Butterflies are simply gorgeous, aren't they? They're iconic, and so often portrayed as the very essence of nature.
These little beauties aren't just about looks, though.
They're important pollinators and indicators of the health of our ecosystems. Their amazing life-cycle, (egg to caterpillar to chrysalis) is one of the wonders of nature, and a great way to teach children about the natural world!
Watching butterflies is good for us!
Being in nature can have a powerful, grounding effect, and research has shown it can even help make mental health problems like depression and anxiety less severe. We can all benefit from watching nature, and even more from doing it mindfully. Watching butterflies is a great way to begin. They're easy to spot, and very accessible to most of us; plus they're a beautiful thing to use as a natural focus! So why not try some butterfly watching....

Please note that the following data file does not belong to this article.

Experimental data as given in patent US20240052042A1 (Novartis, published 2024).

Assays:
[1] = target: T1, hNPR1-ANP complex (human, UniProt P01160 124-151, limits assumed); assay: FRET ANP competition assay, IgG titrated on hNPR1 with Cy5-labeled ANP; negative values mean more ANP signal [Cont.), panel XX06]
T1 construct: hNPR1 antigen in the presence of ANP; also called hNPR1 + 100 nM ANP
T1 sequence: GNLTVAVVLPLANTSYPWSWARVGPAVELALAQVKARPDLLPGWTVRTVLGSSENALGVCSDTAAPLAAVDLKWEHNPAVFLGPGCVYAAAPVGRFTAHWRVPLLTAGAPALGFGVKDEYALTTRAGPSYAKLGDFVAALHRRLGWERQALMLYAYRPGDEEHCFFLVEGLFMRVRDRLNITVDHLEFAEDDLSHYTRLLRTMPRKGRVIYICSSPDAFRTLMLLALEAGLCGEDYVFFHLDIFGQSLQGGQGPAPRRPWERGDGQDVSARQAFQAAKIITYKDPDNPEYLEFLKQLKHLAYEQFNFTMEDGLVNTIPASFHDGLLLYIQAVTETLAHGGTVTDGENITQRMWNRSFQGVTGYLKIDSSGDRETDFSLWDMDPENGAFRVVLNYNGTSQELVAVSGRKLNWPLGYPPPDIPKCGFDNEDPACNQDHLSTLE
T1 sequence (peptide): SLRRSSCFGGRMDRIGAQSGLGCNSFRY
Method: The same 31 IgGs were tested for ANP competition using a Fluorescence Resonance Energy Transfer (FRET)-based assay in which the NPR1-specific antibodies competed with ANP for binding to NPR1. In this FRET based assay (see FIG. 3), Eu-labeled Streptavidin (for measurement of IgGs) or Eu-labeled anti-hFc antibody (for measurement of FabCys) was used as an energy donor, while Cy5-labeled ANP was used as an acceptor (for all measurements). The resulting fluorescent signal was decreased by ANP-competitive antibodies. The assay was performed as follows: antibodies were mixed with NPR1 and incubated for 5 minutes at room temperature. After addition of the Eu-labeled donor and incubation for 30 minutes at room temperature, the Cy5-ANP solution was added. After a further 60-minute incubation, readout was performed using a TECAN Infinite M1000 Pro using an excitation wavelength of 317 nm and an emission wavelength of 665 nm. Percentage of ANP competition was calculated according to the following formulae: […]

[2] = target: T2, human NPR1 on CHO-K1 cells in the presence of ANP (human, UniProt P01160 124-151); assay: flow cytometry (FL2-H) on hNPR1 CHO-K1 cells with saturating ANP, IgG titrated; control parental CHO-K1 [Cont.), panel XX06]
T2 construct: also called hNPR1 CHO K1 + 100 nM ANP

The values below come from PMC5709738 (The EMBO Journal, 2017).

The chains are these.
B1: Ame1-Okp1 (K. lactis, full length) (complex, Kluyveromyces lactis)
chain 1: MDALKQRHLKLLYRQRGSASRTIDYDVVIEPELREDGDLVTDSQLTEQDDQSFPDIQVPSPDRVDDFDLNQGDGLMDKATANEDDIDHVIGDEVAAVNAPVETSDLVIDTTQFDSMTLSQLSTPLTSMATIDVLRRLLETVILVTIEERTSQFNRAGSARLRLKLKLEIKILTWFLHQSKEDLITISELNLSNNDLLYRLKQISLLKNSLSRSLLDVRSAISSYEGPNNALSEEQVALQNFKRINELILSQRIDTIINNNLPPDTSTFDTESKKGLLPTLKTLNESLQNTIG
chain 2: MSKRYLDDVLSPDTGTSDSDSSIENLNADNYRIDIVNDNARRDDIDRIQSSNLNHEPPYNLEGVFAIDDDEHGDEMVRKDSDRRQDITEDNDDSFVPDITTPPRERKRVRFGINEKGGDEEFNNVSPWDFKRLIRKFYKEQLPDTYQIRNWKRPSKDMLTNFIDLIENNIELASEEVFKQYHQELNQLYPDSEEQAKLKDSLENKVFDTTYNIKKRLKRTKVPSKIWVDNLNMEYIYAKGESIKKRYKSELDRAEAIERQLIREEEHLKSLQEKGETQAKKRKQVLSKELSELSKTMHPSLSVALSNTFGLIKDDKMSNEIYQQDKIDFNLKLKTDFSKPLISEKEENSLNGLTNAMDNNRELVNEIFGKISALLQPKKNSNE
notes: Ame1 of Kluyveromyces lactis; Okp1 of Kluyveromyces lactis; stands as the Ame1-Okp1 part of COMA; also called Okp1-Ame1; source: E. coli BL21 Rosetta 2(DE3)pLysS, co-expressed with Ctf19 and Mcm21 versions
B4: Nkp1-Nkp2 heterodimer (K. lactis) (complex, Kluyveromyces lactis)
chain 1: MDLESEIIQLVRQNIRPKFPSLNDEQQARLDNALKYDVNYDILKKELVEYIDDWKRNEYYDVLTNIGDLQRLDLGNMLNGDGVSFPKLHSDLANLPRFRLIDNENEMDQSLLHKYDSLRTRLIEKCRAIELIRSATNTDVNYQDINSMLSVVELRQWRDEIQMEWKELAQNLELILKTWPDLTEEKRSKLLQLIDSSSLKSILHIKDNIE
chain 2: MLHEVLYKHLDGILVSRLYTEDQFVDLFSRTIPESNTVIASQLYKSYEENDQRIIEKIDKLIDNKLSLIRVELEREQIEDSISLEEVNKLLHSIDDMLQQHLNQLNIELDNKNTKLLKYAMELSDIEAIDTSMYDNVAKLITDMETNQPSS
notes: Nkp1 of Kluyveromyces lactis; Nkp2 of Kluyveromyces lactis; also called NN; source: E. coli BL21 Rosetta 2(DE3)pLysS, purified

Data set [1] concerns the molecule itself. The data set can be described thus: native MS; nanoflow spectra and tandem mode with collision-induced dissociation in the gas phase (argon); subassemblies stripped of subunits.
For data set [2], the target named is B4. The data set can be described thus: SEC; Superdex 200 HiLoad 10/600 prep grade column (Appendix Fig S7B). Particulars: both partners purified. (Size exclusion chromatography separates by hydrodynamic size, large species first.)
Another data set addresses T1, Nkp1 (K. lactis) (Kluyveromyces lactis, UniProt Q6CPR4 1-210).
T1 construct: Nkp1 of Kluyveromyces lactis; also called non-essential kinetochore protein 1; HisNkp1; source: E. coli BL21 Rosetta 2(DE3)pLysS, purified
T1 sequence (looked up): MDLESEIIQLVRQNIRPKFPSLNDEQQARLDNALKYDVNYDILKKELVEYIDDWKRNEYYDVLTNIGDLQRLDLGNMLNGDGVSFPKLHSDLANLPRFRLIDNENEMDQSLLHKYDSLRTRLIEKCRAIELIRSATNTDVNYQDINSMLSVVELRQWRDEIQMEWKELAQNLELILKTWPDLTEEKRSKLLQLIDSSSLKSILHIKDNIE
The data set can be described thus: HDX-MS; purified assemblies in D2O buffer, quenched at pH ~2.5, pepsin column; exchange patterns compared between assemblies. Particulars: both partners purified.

Mindful Nature Watching:
Find a suitable and safe place, where plants are in flower. Then spend just 10 - 15 minutes looking for butterflies.
- Take a deep breath and loosen you shoulders.
- Make sure you feel relaxed and comfortable.
- Notice what's happening in the environment around you
If you spot a butterfly you might.....
- Follow the path of the sky dance, as it twists and turns.... *
- Watch as it delicately alights on a plant. Can you see the tiny legs?
- Admire its open wings as it sunbathes on a sunny path
When your time is complete, think about how you felt. Did you learn anything?
Butterfly Conservation's annual Big Butterfly Count encourages people in the UK to engage with nature this summer by watching and counting the butterflies they see. Why not join in? We can all benefit from helping these magical creatures!
* A butterflies erratic flight is really an evolutionary tactic to confuse and evade predators trying to predict its flightpath! More poisonous butterflies don’t need to do this so their flight tends to be much straighter!